Why is it that healing so often feels like pain? It’s like a frozen toe, anesthetized by fear and defensiveness, beginning to thaw, and in that thawing comes the terrible fire. How do we know that it’s a healing pain and not a thoroughly destructive pain? How do we hold onto the knowledge that all this work and suffering and hanging on will carry us over to a healthier state?
I think, often, we’re too afraid to find out. We shy away from confronting it. We keep ourselves numb. That’s what I do, anyway. I don’t know about you.
No. That’s what I did.
Something changed. I can’t think of myself as numb anymore, even if I’ll surely continue to confront all the behaviors that seem determined to keep me in the deep freeze. I know all those self-defeating behaviors are attempts to keep myself safe. But I actually want to thaw, damn it, not shoot myself in the foot.
A friend of mine suggested that I read the book Radical Acceptance by Tara Brach. I’ve only just started it, but it’s been touching me deeply. Then tonight I decided to find out if Tara Brach had any talks I could listen to online, and came across this.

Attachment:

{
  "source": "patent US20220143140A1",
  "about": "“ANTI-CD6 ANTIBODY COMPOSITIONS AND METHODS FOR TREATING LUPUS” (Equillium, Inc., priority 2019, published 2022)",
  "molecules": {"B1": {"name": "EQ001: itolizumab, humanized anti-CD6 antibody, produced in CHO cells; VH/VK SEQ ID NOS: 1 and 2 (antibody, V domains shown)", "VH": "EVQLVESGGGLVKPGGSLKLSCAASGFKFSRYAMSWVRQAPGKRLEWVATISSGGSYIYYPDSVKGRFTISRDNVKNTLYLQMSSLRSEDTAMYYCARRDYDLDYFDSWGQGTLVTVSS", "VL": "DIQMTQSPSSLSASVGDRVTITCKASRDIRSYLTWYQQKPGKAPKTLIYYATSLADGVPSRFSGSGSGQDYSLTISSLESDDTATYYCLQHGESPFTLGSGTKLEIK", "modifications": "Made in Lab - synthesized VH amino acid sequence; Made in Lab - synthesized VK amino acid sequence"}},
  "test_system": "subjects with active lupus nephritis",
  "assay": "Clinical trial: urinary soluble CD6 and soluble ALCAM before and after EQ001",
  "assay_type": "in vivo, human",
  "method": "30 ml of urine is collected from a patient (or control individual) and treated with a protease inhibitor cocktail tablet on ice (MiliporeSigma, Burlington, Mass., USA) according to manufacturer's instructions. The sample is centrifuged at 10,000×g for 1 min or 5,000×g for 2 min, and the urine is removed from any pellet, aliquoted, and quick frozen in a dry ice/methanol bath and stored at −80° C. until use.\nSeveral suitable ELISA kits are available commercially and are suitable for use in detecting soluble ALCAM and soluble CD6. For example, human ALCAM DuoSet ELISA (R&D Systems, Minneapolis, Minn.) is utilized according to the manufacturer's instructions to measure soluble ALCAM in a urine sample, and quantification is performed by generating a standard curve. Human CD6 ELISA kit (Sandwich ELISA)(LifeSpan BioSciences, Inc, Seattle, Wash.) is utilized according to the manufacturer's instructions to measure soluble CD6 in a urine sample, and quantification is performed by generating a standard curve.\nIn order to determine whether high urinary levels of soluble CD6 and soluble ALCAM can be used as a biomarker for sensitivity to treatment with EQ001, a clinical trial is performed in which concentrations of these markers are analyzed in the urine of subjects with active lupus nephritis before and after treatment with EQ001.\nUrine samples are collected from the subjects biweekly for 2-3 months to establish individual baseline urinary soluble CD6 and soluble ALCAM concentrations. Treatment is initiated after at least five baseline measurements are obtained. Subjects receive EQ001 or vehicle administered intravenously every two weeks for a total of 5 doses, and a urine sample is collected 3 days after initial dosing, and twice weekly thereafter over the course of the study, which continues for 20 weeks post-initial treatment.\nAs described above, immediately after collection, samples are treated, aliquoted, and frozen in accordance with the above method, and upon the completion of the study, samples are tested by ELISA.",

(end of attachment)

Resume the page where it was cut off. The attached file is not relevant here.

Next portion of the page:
Apparently Tara Brach knows all about how to make me cry. And cry, and cry, and cry. That talk I linked to is about an hour long—guess who cried without stopping through the whole thing? I suppose it helps that I’m in my house, by myself, overwhelmed by the human world, primed for emotional release. I cried huge, splashy rivers. I might not be done yet, although I’ve seized this pause to attempt to write about it.
Such miracles can happen in simply pausing.
Tara speaks of the trance of unworthiness, and how deep it goes, and how damaging it is. She describes some ways to move towards self-love and self-compassion. She suggests that we can pause before the self-hating voice kicks in; we can pause to recognize that we are suffering.
What happens when I pause? when I commit to witnessing myself?
I see that I’m showing up for myself, in my spindly, coltish manner, practically a newborn when it comes to offering myself all-encompassing love. I see the anguish of internalized cruelty. I see the terror that’s kept me in a vicious cycle of trying to whip myself into being barely adequate. I see how sorry I am, how helpless I’ve felt, how heartbreaking it is. It’s only right to feel one’s heart break in the face of it, bursting forth rivers. I see the shadows and teeth of shame. I see my deepest longing, the universal love that claims me as its own, pervading the space where nightmares grow, reaching its verdant tendrils to softly caress.